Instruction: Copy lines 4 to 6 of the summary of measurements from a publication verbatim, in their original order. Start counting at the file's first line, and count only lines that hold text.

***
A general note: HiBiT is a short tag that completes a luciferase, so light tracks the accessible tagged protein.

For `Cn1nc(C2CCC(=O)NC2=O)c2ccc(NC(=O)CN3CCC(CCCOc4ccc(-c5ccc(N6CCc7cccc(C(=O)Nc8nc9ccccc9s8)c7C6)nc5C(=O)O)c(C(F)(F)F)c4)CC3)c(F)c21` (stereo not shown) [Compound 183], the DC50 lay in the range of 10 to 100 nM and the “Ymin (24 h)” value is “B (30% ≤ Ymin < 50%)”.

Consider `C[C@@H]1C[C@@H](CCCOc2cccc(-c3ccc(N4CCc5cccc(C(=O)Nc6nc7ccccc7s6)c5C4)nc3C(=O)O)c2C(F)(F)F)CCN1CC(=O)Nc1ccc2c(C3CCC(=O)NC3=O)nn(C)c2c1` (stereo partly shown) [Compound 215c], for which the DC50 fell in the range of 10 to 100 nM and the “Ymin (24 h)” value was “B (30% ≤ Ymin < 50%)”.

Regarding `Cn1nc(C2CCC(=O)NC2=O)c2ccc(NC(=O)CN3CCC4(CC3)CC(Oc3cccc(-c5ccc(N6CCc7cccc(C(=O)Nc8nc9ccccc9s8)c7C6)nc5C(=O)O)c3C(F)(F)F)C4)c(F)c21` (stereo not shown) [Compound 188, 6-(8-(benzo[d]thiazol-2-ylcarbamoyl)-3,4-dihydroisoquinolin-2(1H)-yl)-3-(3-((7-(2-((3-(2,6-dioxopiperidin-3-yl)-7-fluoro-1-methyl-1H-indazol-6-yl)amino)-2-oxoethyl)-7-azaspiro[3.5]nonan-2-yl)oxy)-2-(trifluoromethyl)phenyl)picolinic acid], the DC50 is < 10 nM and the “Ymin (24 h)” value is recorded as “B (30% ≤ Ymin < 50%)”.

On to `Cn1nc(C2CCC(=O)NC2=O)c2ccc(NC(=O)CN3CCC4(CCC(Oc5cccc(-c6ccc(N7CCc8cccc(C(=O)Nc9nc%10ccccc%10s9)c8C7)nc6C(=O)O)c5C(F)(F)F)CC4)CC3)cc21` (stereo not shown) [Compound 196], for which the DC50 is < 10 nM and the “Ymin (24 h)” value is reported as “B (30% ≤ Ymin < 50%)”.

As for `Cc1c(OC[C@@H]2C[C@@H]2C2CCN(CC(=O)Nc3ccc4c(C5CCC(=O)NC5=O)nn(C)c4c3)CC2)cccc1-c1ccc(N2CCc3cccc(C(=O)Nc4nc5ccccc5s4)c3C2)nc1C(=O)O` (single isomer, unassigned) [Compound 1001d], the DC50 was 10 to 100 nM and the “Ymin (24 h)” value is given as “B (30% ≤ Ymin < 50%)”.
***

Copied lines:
Regarding `Cn1nc(C2CCC(=O)NC2=O)c2ccc(NC(=O)CN3CCC4(CC3)CC(Oc3cccc(-c5ccc(N6CCc7cccc(C(=O)Nc8nc9ccccc9s8)c7C6)nc5C(=O)O)c3C(F)(F)F)C4)c(F)c21` (stereo not shown) [Compound 188, 6-(8-(benzo[d]thiazol-2-ylcarbamoyl)-3,4-dihydroisoquinolin-2(1H)-yl)-3-(3-((7-(2-((3-(2,6-dioxopiperidin-3-yl)-7-fluoro-1-methyl-1H-indazol-6-yl)amino)-2-oxoethyl)-7-azaspiro[3.5]nonan-2-yl)oxy)-2-(trifluoromethyl)phenyl)picolinic acid], the DC50 is < 10 nM and the “Ymin (24 h)” value is recorded as “B (30% ≤ Ymin < 50%)”.

On to `Cn1nc(C2CCC(=O)NC2=O)c2ccc(NC(=O)CN3CCC4(CCC(Oc5cccc(-c6ccc(N7CCc8cccc(C(=O)Nc9nc%10ccccc%10s9)c8C7)nc6C(=O)O)c5C(F)(F)F)CC4)CC3)cc21` (stereo not shown) [Compound 196], for which the DC50 is < 10 nM and the “Ymin (24 h)” value is reported as “B (30% ≤ Ymin < 50%)”.

As for `Cc1c(OC[C@@H]2C[C@@H]2C2CCN(CC(=O)Nc3ccc4c(C5CCC(=O)NC5=O)nn(C)c4c3)CC2)cccc1-c1ccc(N2CCc3cccc(C(=O)Nc4nc5ccccc5s4)c3C2)nc1C(=O)O` (single isomer, unassigned) [Compound 1001d], the DC50 was 10 to 100 nM and the “Ymin (24 h)” value is given as “B (30% ≤ Ymin < 50%)”.